TWO SURGICAL OPERATIONS.
HARVARD COLLEGE, May 1, 1880.
The first was upon the body of a youth of about eighteen, who had come to an untimely end by over-eating. I learned that his name was Simpel, and that he had been a member of the Freshman class here. The chief interest in this case centred around the heart, which the surgeons took especial care to dissect. On cutting away the pericardium, the aorta was found to wear a greenish hue, attributable, I was told, to the tender age of the subject. One lobe was slightly toughened, and I noticed that this hardness was gradually spreading over the whole organ. This symptom, the doctors said, always appears after doses of beer at Carl's and theatre-parties, the heart of the young being very impressionable. On cutting further, streaks of a simple fluid were discovered, coursing towards the arteries. This phenomenon occasioned much dispute for a time, but it was finally held to be the remains of a flood of religious sentiment, more prominent in boys of tender years, and now fast disappearing. A large swelling, undoubtedly due to love for Simpel's eldest cousin (a young lady of twenty-five), gave evidence of the unfortunate youth's affectionate nature. A trace of respect for college rule and officers was still visible. The right arm was distorted, owing to the weight of a large stick the unfortunate Freshman had been in the habit of carrying. This, and an unusually large development of his guancia, or cheek, are all that remain to be mentioned.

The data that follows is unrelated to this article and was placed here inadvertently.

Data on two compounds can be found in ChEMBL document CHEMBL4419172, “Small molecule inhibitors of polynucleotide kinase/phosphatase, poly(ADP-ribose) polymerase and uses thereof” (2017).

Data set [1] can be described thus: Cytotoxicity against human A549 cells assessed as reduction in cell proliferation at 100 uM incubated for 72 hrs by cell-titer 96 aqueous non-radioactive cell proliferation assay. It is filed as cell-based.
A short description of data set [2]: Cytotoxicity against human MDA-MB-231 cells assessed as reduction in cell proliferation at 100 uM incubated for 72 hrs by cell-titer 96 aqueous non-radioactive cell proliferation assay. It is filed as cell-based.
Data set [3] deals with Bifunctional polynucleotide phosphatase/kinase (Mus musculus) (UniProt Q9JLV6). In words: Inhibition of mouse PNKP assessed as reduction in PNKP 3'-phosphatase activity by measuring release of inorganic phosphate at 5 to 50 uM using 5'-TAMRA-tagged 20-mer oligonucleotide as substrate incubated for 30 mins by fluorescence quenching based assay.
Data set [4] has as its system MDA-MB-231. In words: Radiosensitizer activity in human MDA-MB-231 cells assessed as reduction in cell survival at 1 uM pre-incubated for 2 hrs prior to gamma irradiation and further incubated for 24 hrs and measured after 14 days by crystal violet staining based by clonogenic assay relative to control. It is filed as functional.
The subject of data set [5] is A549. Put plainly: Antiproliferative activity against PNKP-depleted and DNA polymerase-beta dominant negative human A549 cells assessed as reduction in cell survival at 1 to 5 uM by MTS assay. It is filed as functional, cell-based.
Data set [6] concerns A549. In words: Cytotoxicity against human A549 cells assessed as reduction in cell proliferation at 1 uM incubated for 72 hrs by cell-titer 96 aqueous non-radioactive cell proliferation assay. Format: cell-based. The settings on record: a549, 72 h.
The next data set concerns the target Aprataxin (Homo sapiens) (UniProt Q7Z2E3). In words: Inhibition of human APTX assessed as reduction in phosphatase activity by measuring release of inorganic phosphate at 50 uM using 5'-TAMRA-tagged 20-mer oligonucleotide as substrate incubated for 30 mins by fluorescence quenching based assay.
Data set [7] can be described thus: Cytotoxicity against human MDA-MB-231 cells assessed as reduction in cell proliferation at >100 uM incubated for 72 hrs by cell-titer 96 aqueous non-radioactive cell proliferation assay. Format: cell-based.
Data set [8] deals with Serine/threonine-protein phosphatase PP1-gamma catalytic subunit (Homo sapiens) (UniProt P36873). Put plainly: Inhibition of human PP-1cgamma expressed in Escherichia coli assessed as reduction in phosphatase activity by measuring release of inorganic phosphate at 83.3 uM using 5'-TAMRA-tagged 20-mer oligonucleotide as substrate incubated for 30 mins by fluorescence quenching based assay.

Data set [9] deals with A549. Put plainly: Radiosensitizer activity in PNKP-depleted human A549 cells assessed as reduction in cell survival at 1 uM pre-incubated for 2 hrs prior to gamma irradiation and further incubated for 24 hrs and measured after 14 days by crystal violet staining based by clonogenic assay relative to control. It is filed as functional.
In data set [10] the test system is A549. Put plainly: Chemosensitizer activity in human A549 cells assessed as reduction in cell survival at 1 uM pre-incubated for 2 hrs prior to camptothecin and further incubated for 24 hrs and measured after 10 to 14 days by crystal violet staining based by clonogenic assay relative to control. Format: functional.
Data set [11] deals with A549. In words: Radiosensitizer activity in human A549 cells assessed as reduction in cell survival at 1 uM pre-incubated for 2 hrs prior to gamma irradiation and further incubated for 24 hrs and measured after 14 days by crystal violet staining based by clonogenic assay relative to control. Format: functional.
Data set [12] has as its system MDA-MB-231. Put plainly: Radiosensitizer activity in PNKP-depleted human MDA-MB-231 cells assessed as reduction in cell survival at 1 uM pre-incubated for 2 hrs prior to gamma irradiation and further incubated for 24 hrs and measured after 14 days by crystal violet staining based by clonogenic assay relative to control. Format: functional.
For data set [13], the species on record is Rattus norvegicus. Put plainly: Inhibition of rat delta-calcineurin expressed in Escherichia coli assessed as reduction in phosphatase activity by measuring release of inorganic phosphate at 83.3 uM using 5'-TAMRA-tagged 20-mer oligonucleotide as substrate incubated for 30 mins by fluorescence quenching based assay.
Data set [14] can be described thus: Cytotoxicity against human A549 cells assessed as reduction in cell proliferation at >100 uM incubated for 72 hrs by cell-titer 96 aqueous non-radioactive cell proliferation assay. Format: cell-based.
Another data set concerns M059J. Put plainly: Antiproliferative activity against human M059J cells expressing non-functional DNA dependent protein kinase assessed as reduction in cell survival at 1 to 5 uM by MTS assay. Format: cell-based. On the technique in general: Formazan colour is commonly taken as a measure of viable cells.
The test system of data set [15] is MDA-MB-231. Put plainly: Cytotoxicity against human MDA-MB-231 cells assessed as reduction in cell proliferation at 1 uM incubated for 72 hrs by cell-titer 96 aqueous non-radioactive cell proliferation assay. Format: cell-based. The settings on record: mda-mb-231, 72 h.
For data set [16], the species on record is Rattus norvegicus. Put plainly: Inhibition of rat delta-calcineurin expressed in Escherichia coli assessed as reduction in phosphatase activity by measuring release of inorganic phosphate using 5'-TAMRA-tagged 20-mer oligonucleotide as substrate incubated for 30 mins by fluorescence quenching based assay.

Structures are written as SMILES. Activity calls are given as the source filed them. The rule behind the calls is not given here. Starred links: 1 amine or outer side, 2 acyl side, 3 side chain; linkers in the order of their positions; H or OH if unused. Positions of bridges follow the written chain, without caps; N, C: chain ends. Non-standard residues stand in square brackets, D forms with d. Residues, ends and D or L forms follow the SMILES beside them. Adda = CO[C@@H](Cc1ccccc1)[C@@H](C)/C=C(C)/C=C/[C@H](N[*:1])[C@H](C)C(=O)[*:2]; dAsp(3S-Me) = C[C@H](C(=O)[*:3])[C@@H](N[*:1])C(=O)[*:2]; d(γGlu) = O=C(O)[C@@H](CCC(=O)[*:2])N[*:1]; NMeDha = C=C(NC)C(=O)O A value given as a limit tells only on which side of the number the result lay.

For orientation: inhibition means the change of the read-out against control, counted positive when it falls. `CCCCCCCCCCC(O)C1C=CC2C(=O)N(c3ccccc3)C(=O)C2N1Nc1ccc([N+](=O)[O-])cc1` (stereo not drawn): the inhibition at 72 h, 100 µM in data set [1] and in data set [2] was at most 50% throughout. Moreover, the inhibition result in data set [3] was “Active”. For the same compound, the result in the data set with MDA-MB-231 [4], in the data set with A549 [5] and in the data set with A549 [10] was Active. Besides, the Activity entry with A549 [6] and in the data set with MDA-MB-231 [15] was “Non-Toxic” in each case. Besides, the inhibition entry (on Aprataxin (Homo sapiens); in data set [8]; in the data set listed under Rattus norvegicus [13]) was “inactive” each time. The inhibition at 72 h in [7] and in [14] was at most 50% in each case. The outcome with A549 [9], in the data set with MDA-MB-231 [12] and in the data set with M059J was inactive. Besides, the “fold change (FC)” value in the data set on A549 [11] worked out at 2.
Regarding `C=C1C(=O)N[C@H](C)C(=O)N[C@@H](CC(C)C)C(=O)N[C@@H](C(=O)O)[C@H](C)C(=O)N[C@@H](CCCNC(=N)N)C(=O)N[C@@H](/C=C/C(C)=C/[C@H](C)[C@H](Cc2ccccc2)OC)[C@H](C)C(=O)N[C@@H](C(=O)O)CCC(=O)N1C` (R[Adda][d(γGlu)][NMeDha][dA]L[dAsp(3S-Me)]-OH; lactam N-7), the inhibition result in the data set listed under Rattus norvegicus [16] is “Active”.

The next subject was a Senior who had been clubbed to death, while peaceably returning from a literary dinner, by a policeman. The surgeons at once began to examine his brain. After sawing into the skull for more than half an hour, they were unable to reach the cerebrum. So thick was the cranium that the operators began to despair of finding any brain at all, and were about to relinquish their attempts, when a young medical student suggested that a charge of dynamite would perhaps do the work. By this means the cocoa-nut was successfully cracked, and a small cavity, no larger than a tennis-ball, was laid open. The matter therein examined was viscous, sprinkled with a fine metallic dust resembling brass. One of the surgeons, a clever psychologist, thought that undue conceit had caused the viscosity of the brain tissues. Another attributed the contraction of the cerebral cavity to the course of study pursued by the Senior. A third, with a powerful microscope, found a small particle of knowledge acquired before the subject came to college; the present tense of the verb video and the multiplication-table were all that could be distinguished. The Senior's dress was very elegant, and is now in the Morgue awaiting identification. It consists of tight blue trousers, a waistcoat with red spots, and a neatly cut jacket marked "Poole and Co., makers, London." If you recognize any acquaintance of yours by this, let me know, and I will inform the police.